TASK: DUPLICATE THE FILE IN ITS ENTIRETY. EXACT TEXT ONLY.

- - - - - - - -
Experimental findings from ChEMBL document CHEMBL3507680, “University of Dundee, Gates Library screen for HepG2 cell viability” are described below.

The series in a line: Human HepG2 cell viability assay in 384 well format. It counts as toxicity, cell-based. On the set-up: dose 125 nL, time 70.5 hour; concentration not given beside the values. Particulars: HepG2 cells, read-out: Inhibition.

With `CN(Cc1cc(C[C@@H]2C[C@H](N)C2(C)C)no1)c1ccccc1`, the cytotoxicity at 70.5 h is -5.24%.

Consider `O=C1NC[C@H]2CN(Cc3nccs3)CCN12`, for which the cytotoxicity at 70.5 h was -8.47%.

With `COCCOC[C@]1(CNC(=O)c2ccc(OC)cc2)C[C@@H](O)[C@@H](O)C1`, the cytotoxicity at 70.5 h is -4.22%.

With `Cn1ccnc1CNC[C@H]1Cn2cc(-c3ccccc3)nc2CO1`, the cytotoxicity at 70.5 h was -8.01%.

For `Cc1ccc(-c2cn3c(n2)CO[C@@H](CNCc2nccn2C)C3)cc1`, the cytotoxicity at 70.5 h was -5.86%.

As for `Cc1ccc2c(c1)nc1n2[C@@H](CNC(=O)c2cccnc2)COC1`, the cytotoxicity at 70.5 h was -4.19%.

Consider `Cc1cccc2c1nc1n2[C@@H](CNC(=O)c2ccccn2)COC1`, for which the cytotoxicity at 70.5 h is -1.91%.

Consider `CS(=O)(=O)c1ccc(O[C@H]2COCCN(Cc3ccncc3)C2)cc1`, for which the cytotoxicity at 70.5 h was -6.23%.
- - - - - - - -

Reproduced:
Experimental findings from ChEMBL document CHEMBL3507680, “University of Dundee, Gates Library screen for HepG2 cell viability” are described below.

The series in a line: Human HepG2 cell viability assay in 384 well format. It counts as toxicity, cell-based. On the set-up: dose 125 nL, time 70.5 hour; concentration not given beside the values. Particulars: HepG2 cells, read-out: Inhibition.

With `CN(Cc1cc(C[C@@H]2C[C@H](N)C2(C)C)no1)c1ccccc1`, the cytotoxicity at 70.5 h is -5.24%.

Consider `O=C1NC[C@H]2CN(Cc3nccs3)CCN12`, for which the cytotoxicity at 70.5 h was -8.47%.

With `COCCOC[C@]1(CNC(=O)c2ccc(OC)cc2)C[C@@H](O)[C@@H](O)C1`, the cytotoxicity at 70.5 h is -4.22%.

With `Cn1ccnc1CNC[C@H]1Cn2cc(-c3ccccc3)nc2CO1`, the cytotoxicity at 70.5 h was -8.01%.

For `Cc1ccc(-c2cn3c(n2)CO[C@@H](CNCc2nccn2C)C3)cc1`, the cytotoxicity at 70.5 h was -5.86%.

As for `Cc1ccc2c(c1)nc1n2[C@@H](CNC(=O)c2cccnc2)COC1`, the cytotoxicity at 70.5 h was -4.19%.

Consider `Cc1cccc2c1nc1n2[C@@H](CNC(=O)c2ccccn2)COC1`, for which the cytotoxicity at 70.5 h is -1.91%.

Consider `CS(=O)(=O)c1ccc(O[C@H]2COCCN(Cc3ccncc3)C2)cc1`, for which the cytotoxicity at 70.5 h was -6.23%.